Monday, February 20, 2017

Electric Blues: Bette Midler in The Criterion Collection Blu-ray Release of The Rose

Bette Midler in The Rose (1979).

When Bette Midler takes the stage as The Rose in Mark Rydell’s 1979 movie of the same name, singing the rocker “Whose Side Are You On?,” her face, mashed up as she spits out the lyrics, is ferocious. She’s not trying to look beautiful; on the contrary, she’s owning her odd-duck looks, facing off the stadium audience, daring them not to love her for who she is. There’s no grandeur to her self-presentation, just fuck-you bravado and sexual aggressiveness, but then she makes a connection with a handsome young man at the edge of the stage and she breaks into an unexpected toothy smile, as if she’s found a date for the high school prom. At other times her smile can look voracious, even predatory. Her whole face seems to be pushed toward her nose, and both her dramatic eye make-up and her frizzy hair accentuate the bones in that face, though when Vilmos Zsigmond’s lighting attaints its softest neon glow, her hair is like an aureole that turns her into a pop Madonna. You can’t pin down her look, and God knows you can’t pin down her performance to one thing. When we first see her, stepping off the tour’s private plane, she’s dressed like Janis Joplin in a broad-brimmed hat with gauze dripping from the back and a thin, wavy pink dress and shades, and she’s so drunk that she can’t stay upright: she has to hold onto the railing, and she misses a step or two, as if the stairway were melting under her. This is the wayward, unmoored side of Rose. We see it again on the plane when she sings a cozy, growling, sloshed version of “Let Me Call You Sweetheart” – a song she learned off a Furry Lewis side – with a muted guitar accompaniment, then peers out the window, disoriented, bursting into tears.  And again late in the picture, when her manager and promoter Rudge Campbell (Alan Bates) tells her he’s setting her adrift (it’s his way of scaring her into submission) and she looks away from him, her face wavering on the edge of another realm.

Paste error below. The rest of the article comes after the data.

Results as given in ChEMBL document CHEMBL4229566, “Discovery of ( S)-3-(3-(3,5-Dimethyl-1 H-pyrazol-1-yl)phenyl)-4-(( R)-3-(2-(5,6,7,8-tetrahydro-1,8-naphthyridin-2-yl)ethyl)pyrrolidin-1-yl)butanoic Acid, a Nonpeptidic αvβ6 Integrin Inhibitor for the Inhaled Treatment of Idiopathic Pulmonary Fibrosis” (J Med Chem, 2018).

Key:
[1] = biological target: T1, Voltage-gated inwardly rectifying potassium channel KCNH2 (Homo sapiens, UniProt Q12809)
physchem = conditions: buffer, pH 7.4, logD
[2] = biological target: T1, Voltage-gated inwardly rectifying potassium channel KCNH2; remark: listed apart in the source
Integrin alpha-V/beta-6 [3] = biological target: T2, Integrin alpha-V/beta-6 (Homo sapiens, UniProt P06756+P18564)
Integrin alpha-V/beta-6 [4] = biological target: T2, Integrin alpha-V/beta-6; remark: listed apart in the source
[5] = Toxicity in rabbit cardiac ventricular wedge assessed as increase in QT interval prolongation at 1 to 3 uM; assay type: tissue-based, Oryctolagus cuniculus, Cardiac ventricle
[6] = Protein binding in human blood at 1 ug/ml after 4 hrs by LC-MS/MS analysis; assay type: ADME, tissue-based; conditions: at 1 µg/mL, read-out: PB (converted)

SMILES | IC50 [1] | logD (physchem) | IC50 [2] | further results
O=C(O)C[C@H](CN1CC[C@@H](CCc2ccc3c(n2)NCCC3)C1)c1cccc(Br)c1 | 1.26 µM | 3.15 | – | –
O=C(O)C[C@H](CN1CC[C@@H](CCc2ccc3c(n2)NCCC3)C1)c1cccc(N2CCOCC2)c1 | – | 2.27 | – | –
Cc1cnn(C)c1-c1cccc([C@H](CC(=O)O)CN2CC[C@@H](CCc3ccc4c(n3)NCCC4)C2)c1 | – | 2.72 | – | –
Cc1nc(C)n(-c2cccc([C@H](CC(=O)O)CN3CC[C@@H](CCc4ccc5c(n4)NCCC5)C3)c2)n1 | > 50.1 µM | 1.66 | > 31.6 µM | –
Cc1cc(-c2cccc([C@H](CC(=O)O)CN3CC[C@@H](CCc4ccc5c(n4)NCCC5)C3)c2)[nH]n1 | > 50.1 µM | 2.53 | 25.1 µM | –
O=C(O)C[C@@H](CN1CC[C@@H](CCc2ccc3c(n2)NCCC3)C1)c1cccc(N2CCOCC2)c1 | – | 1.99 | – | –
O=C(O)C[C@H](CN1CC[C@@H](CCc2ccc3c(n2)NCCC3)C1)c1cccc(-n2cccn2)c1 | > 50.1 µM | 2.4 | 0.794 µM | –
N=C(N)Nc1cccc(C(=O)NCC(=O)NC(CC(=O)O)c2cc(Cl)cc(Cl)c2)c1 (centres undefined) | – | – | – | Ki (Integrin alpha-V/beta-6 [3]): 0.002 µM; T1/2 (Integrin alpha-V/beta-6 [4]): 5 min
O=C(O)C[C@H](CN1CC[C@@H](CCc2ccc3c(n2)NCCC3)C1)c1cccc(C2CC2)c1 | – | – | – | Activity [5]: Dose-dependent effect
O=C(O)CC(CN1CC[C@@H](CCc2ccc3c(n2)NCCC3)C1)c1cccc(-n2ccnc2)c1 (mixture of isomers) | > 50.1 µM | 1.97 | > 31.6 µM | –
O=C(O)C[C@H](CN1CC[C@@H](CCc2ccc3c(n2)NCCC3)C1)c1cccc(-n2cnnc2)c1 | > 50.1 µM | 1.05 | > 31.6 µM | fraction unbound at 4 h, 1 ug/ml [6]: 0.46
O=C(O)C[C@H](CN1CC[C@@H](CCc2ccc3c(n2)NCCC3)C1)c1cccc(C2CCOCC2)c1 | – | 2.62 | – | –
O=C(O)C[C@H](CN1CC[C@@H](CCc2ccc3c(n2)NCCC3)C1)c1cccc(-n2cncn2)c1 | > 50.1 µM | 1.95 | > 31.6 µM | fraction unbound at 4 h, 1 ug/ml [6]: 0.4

There’s also the revved-up rock-star side, when she preps herself for a show by swinging her head around in front of her dressing-room mirror and yelling at a steadily escalating volume, or strolls across the stage with a piece of her skirt in her hand, parodying a sassy coquette drawing stares on the boardwalk. Then there’s the temperamental, brawling, take-no-prisoners side. There’s the sexy-blues side – explicit banter protesting the enslavement of women to their heartless lovers that takes you all the way back to Ma Rainey and Bessie Smith. And the mournful-blues side – the lilt she gives to the phrase “the day I was born,” the answer to the self-posed question, “When was the first time I heard the blues?,” which segues into a hungry, ripped-apart rendition of “When a Man Loves a Woman.” There’s the campy side Midler was already famous for as a recording and concert performer before she made her movie debut in The Rose: the way she strides into her dressing room, leaning to one side, as if she were elbowing her way through a crowded supermarket, or into a men’s bathhouse, glorying in her outrageous naughtiness, or shares the stage at a drag club (for Bob Seger’s “The Fire Down Below”) with female impersonators doing Barbra Streisand and Mae West and The Rose herself.

And underneath all of the other personae is the hurt little girl who feels hard done by in her Florida hometown, where she acted out carnally to get attention in high school and that she’s bound and determined will recognize her for the star she’s become when she returns to play a big arena concert there. When she marches into the store where she used to buy moon pies as a kid and the store owner has no idea that she’s now famous, her fit of pique plays out the disappointment of a grown-up child who hasn’t figured out that you can never get what you missed out on. It echoes the scene where she goes backstage to meet one of her idols, a country-western star named Bill Ray (Harry Dean Stanton, in a chilly, haunting cameo) one of whose hits she covered, who tells her that her version “didn’t show me nothin’” and requests that she lay off his songbook in the future: she storms out, her fury failing to mask her tears. Though she longs for the solace of her parents, whom she calls – in a totally amazing scene – from a phone booth before her hometown concert, confiding how weary she is of the road, she doesn’t come by to see them; she has her bodyguard, Mal (David Keith), drive by but when she spots them working in the yard she ducks so they won’t see her. (She tells them on the phone that she doesn’t expect them to attend the show or even want them to; the fact that they didn’t plan to tells us more about her relationship with them than anything else.) The tension between Rose’s fierceness and her vulnerability and her tumbledown veering from one to the other aren’t like anything else you’ve ever seen.